Leaders tend to learn best from other leaders. This is one reason your current leaders are the best resource your organization has to identify and grow your future leaders. Are you familiar with the term, succession planning? In many cases, leaders and organizations only view succession planning as reactive. A key person has left, or is leaving soon, and the company needs a plan to replace them. Succession planning can and should be more proactive. Leaders and the company working together to grow and develop the next leaders. Effective succession planning involves four strategies of development:

  1. Identifying potential leaders. There are many great tools to help with this process. The key is to have a pool larger than your anticipated needs.
  2. Equipping them to develop their leadership skills. This involves having an intentional plan, personalized to each leader.
  3. Mentoring them to be effective. Partnering up each potential leader with a current leader who can walk with them as they grow and develop.
  4. Empowering them to use their leadership skills. Research shows that the single biggest way to grow a leader is to give them a project they can lead.

So what do you look for in potential leaders? When hiring and promoting leaders, many times we focus too much on a person’s experience, education, and technical skills. Those are important, but should only be the baseline and not the only areas we look for in our potential leaders. Here are a few other areas I would strongly suggest we look for in new leaders:

  • Character – evidence of honesty, teachability, humility, reliability, a healthy work ethic, willingness to serve others.
  • Competence – ability to do the job, experience, education, talents, and skills.
  • Chemistry – the ability to fit into the culture and work with teams of other people.
  • Conviction – passionate about the mission, vision, and values of the organization.
  • Commitment – devoted to growing as a leader. Willing to work on their own growth and development.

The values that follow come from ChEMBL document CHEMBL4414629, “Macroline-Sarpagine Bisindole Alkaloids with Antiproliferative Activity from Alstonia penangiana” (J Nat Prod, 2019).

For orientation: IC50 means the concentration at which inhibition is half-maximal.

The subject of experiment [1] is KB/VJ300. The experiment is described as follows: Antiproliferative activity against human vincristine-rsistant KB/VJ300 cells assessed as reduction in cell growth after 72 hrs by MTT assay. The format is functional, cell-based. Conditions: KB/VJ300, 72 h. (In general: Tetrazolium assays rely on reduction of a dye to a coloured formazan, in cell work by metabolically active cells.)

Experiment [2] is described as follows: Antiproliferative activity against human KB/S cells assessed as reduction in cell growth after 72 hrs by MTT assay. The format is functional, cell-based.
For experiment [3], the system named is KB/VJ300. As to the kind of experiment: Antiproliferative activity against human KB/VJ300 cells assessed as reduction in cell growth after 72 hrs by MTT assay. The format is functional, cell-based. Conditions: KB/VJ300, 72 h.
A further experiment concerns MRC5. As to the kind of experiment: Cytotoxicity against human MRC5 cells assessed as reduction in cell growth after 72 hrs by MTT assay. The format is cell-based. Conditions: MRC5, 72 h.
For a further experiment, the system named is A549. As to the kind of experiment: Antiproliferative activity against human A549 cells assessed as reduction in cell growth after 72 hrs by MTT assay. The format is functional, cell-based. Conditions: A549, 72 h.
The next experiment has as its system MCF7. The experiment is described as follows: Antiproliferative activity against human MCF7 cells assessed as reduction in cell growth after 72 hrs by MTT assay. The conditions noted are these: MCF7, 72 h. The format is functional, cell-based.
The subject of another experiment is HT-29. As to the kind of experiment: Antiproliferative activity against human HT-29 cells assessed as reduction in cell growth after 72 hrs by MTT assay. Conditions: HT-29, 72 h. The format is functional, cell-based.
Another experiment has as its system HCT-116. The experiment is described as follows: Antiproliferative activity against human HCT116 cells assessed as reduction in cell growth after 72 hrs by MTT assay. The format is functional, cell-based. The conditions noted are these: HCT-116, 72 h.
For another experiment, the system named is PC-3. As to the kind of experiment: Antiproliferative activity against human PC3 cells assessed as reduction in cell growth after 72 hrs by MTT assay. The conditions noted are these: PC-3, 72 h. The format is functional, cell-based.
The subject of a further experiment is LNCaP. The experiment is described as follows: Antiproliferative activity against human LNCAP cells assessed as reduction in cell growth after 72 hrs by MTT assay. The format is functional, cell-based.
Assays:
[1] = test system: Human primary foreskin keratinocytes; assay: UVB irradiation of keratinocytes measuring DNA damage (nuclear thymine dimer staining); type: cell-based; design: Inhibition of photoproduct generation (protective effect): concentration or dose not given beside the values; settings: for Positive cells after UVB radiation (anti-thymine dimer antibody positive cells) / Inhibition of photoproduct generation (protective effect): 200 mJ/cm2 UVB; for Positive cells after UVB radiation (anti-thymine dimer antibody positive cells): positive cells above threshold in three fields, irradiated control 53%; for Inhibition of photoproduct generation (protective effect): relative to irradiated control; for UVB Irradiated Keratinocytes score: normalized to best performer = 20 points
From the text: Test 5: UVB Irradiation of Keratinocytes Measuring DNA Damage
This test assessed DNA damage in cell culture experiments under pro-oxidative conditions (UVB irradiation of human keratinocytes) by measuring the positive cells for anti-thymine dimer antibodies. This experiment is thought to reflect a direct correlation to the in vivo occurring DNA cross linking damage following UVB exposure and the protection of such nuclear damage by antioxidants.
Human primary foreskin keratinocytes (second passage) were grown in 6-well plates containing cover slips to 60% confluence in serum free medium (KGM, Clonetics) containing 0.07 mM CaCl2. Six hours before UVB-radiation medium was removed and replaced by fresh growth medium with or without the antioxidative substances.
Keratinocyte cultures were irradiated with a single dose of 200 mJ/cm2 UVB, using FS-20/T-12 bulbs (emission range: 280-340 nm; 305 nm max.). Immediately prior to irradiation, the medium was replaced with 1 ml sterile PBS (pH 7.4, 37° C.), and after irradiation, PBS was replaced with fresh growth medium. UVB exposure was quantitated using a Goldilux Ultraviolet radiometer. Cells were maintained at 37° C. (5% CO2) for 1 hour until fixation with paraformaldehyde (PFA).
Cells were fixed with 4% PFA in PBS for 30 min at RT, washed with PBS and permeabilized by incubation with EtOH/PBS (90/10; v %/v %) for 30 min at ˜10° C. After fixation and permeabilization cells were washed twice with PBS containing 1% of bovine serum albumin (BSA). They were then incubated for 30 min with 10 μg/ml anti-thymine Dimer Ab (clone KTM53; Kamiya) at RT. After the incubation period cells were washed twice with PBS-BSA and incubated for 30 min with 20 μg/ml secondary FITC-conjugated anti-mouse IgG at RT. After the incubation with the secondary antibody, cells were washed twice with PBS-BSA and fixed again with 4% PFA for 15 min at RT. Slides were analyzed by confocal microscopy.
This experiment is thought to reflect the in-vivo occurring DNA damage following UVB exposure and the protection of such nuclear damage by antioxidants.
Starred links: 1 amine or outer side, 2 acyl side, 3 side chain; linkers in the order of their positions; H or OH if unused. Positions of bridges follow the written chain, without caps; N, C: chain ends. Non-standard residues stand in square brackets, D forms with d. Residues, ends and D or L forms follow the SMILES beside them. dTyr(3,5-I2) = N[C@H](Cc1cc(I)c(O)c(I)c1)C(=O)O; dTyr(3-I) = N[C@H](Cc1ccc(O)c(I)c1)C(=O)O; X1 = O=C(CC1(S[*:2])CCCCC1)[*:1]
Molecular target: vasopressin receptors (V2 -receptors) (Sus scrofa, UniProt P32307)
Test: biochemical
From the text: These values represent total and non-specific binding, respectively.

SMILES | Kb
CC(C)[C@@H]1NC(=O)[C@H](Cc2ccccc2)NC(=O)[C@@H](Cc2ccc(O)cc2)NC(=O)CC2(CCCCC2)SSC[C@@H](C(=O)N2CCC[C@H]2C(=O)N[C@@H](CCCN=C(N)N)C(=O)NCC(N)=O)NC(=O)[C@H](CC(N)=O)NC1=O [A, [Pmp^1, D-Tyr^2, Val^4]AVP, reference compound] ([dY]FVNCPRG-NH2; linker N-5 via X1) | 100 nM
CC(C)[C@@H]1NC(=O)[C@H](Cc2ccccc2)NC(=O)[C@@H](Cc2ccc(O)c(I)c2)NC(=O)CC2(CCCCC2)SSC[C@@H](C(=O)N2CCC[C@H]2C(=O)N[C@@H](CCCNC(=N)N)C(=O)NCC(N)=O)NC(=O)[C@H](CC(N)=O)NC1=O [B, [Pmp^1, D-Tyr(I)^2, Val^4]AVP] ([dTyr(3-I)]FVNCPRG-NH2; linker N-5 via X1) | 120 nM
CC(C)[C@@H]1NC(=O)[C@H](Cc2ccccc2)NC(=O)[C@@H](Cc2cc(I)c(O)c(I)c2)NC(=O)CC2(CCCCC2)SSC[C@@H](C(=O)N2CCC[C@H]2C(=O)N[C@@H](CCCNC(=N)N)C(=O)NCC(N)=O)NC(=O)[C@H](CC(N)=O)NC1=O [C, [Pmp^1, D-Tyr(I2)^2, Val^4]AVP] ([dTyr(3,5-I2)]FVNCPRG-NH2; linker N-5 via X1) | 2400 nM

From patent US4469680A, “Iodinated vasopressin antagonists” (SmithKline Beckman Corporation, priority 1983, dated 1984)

• Courage – willing to take a chance, push the envelope, and challenge the status quo.

Remember, there are some things you can teach . . . and some you cannot.

We can teach someone how to use Microsoft Office products, or how to fill out an expense report, or most of the other technical aspects of a leadership job. However, teaching the six “C” areas listed above are very unlikely. We can encourage them. We can add fuel to the fire if they are already in place in a person. But teaching them to a person is a whole different story.

Let’s look now at a few ways to equip leaders once you have identified them. First, determine the key competencies leaders in your organization need in order to be successful. (e.g. decision making, interpersonal skills, time management, emotional intelligence, conflict management, communication skills, problem solving, accountability, etc.) As you work with each individual leader, identify a competency where they are strong and one they need to develop. Have them put together a plan for each.

Another way to equip leaders is to invest in them. Leaders are readers. There are many great leadership books. Buy them a new book each month and ask them to share what they are learning with others. Here are a few of my favorite books for new leaders:

  • Good to Great by James Collins;
  • Monday Morning Leadership by David Cottrell;
  • Now, Discover Your Strengths by Marcus Buckingham;
  • Leadership and the One-Minute Manager by Ken Blanchard;
  • The 21 Irrefutable Laws of Leadership by John C. Maxwell; and
  • The Five Dysfunctions of a Team by Patrick Lencioni.

Send them to a leadership training event. Hire a leadership coach to work with them. It is less important how you are investing in each leader. What is important is for you to invest in their leadership development.

One of the wonderful aspects of today’s world is that great leadership development is available to all organizations. No matter what your size or budget. One of the greatest challenges for leadership development today is the pace of our lives at work and everywhere. We are often going so fast there is no time available to develop and grow ourselves, much less new leaders. That is the paradox of leadership development. It is not too late. Grow the leaders in your organization, including yourself, today so that you will be prepared for tomorrow.

Here are a few suggested next steps:

1) Put together a plan to grow yourself and the leaders around you.

2) Read the book Leaders Made Here by Mark Miller.

3) Work with a professional leadership coach who can provide encouragement, resources, and accountability.

  • I am an ICF certified coach, and would love to schedule a FREE first call to explore a coaching journey with you and answer any questions you might have about coaching.

4) Engage with a professional leadership trainer and facilitator to work with you and your team. [like me 🙂 ]

5) Attend a leadership event of some type.

6) Check out my church leadership online webinars at: www.leadership4transformation.thinkific.com 

Contact me if you are interested in hosting a Leadership seminar. Topics include:

  • Accountable Leadership
  • Growing New Leaders
  • Creating a Leadership Culture
  • Servant Leadership
  • Time Management for the Christian Leader
  • Setting Goals
  • Basic Coaching Skills
  • Conflict Resolution Skills
  • Strategic Ministry Planning

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Leaders Step INTO the Fire